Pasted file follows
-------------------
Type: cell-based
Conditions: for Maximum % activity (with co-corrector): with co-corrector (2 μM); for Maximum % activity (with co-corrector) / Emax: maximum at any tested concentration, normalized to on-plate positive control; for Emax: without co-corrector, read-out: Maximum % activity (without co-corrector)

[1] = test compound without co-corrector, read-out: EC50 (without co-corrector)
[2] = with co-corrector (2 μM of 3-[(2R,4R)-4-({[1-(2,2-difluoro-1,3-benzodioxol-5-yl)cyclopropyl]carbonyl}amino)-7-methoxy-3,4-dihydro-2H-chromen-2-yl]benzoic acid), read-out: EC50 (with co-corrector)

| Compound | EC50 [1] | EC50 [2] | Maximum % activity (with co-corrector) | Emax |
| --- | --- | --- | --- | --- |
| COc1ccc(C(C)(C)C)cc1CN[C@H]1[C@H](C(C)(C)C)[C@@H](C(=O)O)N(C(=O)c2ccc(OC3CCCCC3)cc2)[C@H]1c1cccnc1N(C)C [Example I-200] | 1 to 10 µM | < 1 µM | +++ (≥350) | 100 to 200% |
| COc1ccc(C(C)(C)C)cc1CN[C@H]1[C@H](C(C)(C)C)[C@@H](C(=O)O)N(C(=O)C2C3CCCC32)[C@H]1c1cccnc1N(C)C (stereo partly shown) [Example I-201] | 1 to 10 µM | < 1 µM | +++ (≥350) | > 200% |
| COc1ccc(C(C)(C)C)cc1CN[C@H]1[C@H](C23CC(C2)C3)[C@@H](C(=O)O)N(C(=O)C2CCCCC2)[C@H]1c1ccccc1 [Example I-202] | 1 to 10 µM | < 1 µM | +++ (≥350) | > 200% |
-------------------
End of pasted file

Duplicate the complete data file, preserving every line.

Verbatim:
Type: cell-based
Conditions: for Maximum % activity (with co-corrector): with co-corrector (2 μM); for Maximum % activity (with co-corrector) / Emax: maximum at any tested concentration, normalized to on-plate positive control; for Emax: without co-corrector, read-out: Maximum % activity (without co-corrector)

[1] = test compound without co-corrector, read-out: EC50 (without co-corrector)
[2] = with co-corrector (2 μM of 3-[(2R,4R)-4-({[1-(2,2-difluoro-1,3-benzodioxol-5-yl)cyclopropyl]carbonyl}amino)-7-methoxy-3,4-dihydro-2H-chromen-2-yl]benzoic acid), read-out: EC50 (with co-corrector)

| Compound | EC50 [1] | EC50 [2] | Maximum % activity (with co-corrector) | Emax |
| --- | --- | --- | --- | --- |
| COc1ccc(C(C)(C)C)cc1CN[C@H]1[C@H](C(C)(C)C)[C@@H](C(=O)O)N(C(=O)c2ccc(OC3CCCCC3)cc2)[C@H]1c1cccnc1N(C)C [Example I-200] | 1 to 10 µM | < 1 µM | +++ (≥350) | 100 to 200% |
| COc1ccc(C(C)(C)C)cc1CN[C@H]1[C@H](C(C)(C)C)[C@@H](C(=O)O)N(C(=O)C2C3CCCC32)[C@H]1c1cccnc1N(C)C (stereo partly shown) [Example I-201] | 1 to 10 µM | < 1 µM | +++ (≥350) | > 200% |
| COc1ccc(C(C)(C)C)cc1CN[C@H]1[C@H](C23CC(C2)C3)[C@@H](C(=O)O)N(C(=O)C2CCCCC2)[C@H]1c1ccccc1 [Example I-202] | 1 to 10 µM | < 1 µM | +++ (≥350) | > 200% |